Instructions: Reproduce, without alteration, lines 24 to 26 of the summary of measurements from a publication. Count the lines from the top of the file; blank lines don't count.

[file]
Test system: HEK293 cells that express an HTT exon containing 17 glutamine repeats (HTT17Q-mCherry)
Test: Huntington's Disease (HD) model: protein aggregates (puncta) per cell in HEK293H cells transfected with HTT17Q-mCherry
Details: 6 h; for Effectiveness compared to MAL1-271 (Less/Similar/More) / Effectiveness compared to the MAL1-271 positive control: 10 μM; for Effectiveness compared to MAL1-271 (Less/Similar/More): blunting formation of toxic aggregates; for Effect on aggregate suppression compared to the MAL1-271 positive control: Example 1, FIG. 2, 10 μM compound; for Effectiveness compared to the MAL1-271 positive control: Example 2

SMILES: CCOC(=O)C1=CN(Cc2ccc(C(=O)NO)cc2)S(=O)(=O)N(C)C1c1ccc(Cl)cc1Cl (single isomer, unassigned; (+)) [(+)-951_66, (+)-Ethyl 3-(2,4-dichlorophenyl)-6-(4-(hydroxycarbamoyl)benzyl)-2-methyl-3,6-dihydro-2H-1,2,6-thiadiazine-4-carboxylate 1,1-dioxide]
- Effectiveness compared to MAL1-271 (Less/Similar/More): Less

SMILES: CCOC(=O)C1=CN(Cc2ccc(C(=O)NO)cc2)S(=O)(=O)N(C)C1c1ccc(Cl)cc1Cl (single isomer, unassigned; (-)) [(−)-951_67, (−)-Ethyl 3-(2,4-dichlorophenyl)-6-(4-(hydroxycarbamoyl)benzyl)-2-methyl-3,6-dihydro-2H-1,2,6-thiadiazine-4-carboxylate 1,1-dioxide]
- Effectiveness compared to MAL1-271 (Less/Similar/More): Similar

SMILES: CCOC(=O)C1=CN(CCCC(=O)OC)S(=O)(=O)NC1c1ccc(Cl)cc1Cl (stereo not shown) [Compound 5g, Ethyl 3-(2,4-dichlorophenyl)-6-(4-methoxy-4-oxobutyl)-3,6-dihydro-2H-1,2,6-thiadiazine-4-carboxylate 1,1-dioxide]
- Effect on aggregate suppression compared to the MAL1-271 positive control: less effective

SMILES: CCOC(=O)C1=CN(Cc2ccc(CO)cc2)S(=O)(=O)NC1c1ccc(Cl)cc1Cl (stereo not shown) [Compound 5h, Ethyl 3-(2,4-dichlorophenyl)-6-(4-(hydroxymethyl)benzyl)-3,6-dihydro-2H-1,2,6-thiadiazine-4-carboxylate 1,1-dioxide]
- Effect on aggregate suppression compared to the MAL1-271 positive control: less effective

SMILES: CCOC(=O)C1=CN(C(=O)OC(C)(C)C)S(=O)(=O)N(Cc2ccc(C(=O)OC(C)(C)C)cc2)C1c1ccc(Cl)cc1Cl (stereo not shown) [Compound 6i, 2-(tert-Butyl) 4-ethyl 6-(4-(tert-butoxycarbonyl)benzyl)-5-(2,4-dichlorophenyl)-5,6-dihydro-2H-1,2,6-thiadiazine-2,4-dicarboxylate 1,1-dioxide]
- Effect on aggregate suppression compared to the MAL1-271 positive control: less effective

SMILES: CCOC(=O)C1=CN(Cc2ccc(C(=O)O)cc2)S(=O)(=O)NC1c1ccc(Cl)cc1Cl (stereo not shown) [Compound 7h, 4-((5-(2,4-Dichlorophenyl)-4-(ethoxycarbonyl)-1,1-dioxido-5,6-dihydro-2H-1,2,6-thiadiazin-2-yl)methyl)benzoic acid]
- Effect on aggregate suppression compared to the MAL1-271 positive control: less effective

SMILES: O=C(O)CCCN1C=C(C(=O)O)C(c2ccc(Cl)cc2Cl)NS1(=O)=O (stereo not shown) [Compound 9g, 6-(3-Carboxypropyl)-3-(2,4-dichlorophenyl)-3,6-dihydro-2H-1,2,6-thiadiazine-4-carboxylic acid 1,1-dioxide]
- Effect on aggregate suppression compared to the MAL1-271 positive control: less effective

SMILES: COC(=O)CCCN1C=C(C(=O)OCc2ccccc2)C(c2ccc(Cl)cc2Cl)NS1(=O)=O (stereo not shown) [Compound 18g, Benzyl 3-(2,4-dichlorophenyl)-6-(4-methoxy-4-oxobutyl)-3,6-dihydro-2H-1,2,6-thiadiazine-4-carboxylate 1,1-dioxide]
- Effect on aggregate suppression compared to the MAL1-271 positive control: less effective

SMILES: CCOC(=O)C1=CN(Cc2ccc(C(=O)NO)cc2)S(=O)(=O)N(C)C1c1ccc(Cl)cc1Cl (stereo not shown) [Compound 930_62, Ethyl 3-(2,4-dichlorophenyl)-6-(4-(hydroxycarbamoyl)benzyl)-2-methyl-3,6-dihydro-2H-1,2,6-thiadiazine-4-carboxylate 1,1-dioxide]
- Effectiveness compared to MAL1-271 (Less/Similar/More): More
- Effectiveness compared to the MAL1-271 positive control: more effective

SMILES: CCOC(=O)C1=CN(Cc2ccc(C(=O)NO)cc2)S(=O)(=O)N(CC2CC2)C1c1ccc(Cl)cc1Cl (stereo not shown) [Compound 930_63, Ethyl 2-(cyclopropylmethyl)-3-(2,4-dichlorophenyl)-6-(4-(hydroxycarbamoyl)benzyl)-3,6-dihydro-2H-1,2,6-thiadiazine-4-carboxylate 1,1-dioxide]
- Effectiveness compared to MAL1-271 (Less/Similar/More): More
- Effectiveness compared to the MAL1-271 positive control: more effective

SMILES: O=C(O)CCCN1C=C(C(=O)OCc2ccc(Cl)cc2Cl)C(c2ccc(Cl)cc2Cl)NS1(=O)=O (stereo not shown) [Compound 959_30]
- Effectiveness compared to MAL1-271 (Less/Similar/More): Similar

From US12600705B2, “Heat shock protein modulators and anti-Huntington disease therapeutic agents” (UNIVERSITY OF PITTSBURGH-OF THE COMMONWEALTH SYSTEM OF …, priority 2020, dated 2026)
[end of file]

- Effectiveness compared to MAL1-271 (Less/Similar/More): More
- Effectiveness compared to the MAL1-271 positive control: more effective

SMILES: O=C(O)CCCN1C=C(C(=O)OCc2ccc(Cl)cc2Cl)C(c2ccc(Cl)cc2Cl)NS1(=O)=O (stereo not shown) [Compound 959_30]